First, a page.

Our Saturday Morning Birdwalk surveyed the waterfront in Freeport and Yarmouth. On Sunday, Kristen Lindquist and I enjoyed an epic white-winged gull show in Portland, before working our way around the Cape Elizabeth shoreline. Then, on Monday, we birded from Biddeford Pool through Scarborough Marsh with Snowy and Great Horned owls, Rough-legged Hawk, and Ruddy Turnstones among the many highlights.
Further south, Jeannette and I covered Kittery through Wells, as is our tradition on the first Tuesday in March. Another exceptionally productive day was enjoyed, including two more Snowy Owls and a Common Eider of the northern subspecies, borealis.
Wednesday was spent dealing with various car issues and seed delivery, so birding was limited to the woods near our house, and the feeders of course. Same for Friday, where at Hedgehog Mountain Park, a mere 7 species was actually the most that I have detected in a couple of months there. In between, I was back in Portland and Westbrook on Thursday, and although the Westbrook riverfront was a disappointing, the continuing white-winged gull show in Old Port more than made up for it.
While “new arrivals” were few and far between this week as bitter cold continues, there were definitely signs of the season. Waterfowl are obviously on the move: Brant, Canada Geese, Mallards, and American Black Ducks are returning in numbers, while the concentrations of seaducks, especially all three scoters, was greatly reduced as these birds have begun to disperse – if not actually migrating north.
For the first week of March, I recorded very few “first-of-years” this week: Great Horned Owl, Yellow-rumped Warbler, and Fox Sparrows. Of those, only the sparrow is likely a true migrant; the owl is a resident, and the warbler likely wintered locally. American Robins were definitely on the move, however, with several flocks noted moving northbound (at least at the given time), and American Tree Sparrows also seem to be on the go.
New reports of Snowy Owls – especially inland – likely included northbound migrants. While all three of the individuals that I saw this week seemed to be birds that were continuing in a specific area for several weeks or more now, the fact that Kristen and I only saw one bird in a very thorough search at Biddeford Pool (four had been present for a couple of months now) suggests birds are already departing. Northern Shrikes – such as the one that briefly visited the yard here at the store on Thursday (our second of the season) are also likely migrating right now.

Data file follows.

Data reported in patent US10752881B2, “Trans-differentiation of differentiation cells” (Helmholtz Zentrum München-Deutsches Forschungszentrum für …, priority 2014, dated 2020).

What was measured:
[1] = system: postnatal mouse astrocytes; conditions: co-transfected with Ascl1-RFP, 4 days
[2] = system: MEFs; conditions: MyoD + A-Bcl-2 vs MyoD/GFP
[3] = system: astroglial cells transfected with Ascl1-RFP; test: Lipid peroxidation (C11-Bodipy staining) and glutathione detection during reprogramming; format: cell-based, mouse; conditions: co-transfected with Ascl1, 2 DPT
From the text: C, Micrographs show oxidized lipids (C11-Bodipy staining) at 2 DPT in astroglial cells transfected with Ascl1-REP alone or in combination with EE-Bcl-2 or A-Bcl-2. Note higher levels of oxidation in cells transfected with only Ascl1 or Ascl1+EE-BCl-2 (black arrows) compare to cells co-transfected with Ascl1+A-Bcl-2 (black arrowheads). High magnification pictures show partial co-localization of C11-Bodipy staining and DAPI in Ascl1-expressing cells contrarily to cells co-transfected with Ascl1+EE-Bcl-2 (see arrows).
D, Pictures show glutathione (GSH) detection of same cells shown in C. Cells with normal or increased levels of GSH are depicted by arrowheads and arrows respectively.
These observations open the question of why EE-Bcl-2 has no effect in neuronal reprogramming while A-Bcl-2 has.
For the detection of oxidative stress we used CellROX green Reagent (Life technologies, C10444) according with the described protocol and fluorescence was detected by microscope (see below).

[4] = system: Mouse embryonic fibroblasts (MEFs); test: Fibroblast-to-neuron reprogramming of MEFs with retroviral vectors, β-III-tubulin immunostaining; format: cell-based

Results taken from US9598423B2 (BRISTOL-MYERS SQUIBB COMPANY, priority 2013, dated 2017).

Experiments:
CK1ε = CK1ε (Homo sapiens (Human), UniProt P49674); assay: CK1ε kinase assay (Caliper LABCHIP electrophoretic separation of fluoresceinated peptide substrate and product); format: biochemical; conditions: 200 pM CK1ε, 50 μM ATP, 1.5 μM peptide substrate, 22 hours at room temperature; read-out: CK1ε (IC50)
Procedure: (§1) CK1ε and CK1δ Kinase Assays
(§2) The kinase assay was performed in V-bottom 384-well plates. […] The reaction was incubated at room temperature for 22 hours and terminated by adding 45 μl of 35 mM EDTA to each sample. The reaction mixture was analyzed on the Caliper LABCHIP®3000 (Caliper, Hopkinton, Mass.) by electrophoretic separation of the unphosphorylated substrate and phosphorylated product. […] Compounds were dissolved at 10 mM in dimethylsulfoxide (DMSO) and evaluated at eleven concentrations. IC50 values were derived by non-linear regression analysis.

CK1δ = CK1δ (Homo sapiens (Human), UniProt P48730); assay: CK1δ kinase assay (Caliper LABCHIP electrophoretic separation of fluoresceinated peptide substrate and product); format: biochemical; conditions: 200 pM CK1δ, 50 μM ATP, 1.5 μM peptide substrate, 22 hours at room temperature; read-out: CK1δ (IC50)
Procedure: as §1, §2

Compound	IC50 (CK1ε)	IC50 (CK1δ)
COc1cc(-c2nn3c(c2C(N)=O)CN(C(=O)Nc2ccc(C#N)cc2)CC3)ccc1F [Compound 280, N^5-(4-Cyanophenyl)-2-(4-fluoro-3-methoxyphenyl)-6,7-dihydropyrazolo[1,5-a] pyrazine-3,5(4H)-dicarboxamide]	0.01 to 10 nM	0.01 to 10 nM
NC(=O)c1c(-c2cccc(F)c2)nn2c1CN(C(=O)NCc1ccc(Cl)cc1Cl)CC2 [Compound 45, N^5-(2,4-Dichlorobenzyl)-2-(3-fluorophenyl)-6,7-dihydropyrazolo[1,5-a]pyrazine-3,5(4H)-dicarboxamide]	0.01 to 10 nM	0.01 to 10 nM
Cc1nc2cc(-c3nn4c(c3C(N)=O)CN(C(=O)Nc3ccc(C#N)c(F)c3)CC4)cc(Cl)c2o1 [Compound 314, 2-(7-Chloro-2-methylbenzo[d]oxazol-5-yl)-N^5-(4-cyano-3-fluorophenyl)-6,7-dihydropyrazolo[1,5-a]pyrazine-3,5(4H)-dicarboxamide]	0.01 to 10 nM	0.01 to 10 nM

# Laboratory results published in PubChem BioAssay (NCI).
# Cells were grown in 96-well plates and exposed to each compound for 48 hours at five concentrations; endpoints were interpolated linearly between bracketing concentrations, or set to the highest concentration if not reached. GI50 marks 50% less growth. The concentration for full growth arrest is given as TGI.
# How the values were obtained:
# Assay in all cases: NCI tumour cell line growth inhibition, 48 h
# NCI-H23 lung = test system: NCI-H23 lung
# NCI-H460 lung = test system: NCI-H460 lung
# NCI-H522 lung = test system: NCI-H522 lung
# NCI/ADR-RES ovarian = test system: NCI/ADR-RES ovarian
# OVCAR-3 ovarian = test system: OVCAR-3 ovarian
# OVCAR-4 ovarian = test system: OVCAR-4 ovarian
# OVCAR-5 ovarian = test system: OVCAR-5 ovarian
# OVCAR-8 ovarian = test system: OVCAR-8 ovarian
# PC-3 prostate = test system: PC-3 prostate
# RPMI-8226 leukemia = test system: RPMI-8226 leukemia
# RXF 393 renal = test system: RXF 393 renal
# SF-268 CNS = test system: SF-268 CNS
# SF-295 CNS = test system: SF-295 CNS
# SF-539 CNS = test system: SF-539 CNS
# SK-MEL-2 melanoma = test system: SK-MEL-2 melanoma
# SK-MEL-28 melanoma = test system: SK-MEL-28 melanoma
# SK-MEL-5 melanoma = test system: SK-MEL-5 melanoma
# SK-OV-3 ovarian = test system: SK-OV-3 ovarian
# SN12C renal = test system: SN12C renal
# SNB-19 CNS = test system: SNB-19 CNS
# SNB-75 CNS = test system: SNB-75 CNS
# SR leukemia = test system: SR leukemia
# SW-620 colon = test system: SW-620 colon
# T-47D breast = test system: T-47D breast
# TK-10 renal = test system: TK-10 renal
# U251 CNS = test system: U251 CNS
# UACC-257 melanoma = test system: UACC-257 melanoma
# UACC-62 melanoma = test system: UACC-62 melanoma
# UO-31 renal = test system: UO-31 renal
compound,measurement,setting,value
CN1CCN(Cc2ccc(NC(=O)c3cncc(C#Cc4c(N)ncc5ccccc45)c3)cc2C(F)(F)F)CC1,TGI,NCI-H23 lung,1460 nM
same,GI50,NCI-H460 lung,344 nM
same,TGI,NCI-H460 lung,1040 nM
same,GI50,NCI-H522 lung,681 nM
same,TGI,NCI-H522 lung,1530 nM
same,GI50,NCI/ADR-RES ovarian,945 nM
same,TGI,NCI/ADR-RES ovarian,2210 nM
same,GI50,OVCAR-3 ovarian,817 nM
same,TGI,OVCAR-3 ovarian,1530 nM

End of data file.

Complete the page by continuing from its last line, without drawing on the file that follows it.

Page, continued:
In the woods there is a different story, however, as even the local residents are a little less active vocally right now than we would expect. I have yet to hear a Brown Creeper sing – although I am seeing them on regular basis – and Golden-crowned Kinglets remain very few and far between. And other than goldfinches and resident House Finches, finches remain virtually non-existent.
But all of this is about to change, and my guess is that it will change rather rapidly. In fact, with the winds turning south today, I wouldn’t be surprised if a few Turkey Vulture and Red-winged Blackbird reports trickle in this weekend. And once the snow really begins to melt (especially to our south), expect those floodgates to really open! (Any day now…any day now…)
Snowy Owl, The Cliff House, York, 3/4/14. As you have seen on this blog, our store’s Facebook and Flickr pages, etc, most of our Snowy Owl photos this winter have been of relaxed birds, often with their eyes closed. Few have been “perfect” shots, whether in lighting or resolution. And we’re proud of that! To us, the birds ALWAYS comes first, and we pride ourselves in minimizing any chance at disturbance. Unfortunately, this bird was sitting close to the parking lot and we spooked it before we knew it was present. A pair of crows likely also affected the bird’s immediate response. As it flew away from both us and the crows, Jeannette snapped some photos, as the bird first flew straight out to sea – thereby ditching the crows – before returning to land a short distance away. We backed off and left it alone. With a lot of unethical and selfish behavior occurring – as always – around charismatic owls around the country, we support the idea that the circumstances of photos be explained when it shows a behavior that may have been modified by our presence or behavior.
“most of our Snowy Owl photos this winter have been of relaxed birds, often with their eyes closed. Few have been “perfect” shots, whether in lighting or resolution. And we’re proud of that! ”
I really like that perspective – I too have bunches of Snowy Owl photos, of birds with eyes closed, or eyes mostly closed… from father away than produces a perfect shot even with a zoom lens, and of birds that are often only partially facing my way. I shall consider them awesome photos though, since they represent my unwillingness to bother the birds just to get The Shot. Thank you 🙂
And thank you, Colleen…for also putting the birds first!